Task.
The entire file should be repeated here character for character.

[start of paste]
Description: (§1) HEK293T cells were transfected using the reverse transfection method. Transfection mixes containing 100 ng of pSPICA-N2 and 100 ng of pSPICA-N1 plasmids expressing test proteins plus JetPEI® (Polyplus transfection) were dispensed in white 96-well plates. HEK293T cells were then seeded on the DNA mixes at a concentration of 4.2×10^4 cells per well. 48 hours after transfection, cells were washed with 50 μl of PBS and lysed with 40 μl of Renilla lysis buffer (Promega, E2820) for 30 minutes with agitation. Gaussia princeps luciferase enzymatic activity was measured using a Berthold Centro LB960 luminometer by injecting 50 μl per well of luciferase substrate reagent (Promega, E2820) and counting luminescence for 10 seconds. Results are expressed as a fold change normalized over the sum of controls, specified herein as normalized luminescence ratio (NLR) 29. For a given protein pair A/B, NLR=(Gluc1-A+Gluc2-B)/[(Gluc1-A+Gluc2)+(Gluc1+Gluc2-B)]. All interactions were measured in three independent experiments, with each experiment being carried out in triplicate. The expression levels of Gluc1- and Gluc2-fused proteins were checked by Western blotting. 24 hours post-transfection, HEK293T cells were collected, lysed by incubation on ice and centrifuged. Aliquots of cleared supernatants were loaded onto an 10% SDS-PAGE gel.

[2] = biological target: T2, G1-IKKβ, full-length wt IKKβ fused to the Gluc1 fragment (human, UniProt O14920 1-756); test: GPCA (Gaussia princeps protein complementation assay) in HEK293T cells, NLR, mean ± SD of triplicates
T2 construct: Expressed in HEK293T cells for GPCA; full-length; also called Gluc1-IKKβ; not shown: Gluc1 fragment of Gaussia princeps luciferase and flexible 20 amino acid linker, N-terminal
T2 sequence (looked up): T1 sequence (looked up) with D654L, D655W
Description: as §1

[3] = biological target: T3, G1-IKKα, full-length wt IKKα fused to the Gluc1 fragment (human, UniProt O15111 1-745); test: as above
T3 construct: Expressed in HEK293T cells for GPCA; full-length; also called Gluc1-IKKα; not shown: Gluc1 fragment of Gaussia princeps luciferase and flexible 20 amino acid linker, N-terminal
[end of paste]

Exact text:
Description: (§1) HEK293T cells were transfected using the reverse transfection method. Transfection mixes containing 100 ng of pSPICA-N2 and 100 ng of pSPICA-N1 plasmids expressing test proteins plus JetPEI® (Polyplus transfection) were dispensed in white 96-well plates. HEK293T cells were then seeded on the DNA mixes at a concentration of 4.2×10^4 cells per well. 48 hours after transfection, cells were washed with 50 μl of PBS and lysed with 40 μl of Renilla lysis buffer (Promega, E2820) for 30 minutes with agitation. Gaussia princeps luciferase enzymatic activity was measured using a Berthold Centro LB960 luminometer by injecting 50 μl per well of luciferase substrate reagent (Promega, E2820) and counting luminescence for 10 seconds. Results are expressed as a fold change normalized over the sum of controls, specified herein as normalized luminescence ratio (NLR) 29. For a given protein pair A/B, NLR=(Gluc1-A+Gluc2-B)/[(Gluc1-A+Gluc2)+(Gluc1+Gluc2-B)]. All interactions were measured in three independent experiments, with each experiment being carried out in triplicate. The expression levels of Gluc1- and Gluc2-fused proteins were checked by Western blotting. 24 hours post-transfection, HEK293T cells were collected, lysed by incubation on ice and centrifuged. Aliquots of cleared supernatants were loaded onto an 10% SDS-PAGE gel.

[2] = biological target: T2, G1-IKKβ, full-length wt IKKβ fused to the Gluc1 fragment (human, UniProt O14920 1-756); test: GPCA (Gaussia princeps protein complementation assay) in HEK293T cells, NLR, mean ± SD of triplicates
T2 construct: Expressed in HEK293T cells for GPCA; full-length; also called Gluc1-IKKβ; not shown: Gluc1 fragment of Gaussia princeps luciferase and flexible 20 amino acid linker, N-terminal
T2 sequence (looked up): T1 sequence (looked up) with D654L, D655W
Description: as §1

[3] = biological target: T3, G1-IKKα, full-length wt IKKα fused to the Gluc1 fragment (human, UniProt O15111 1-745); test: as above
T3 construct: Expressed in HEK293T cells for GPCA; full-length; also called Gluc1-IKKα; not shown: Gluc1 fragment of Gaussia princeps luciferase and flexible 20 amino acid linker, N-terminal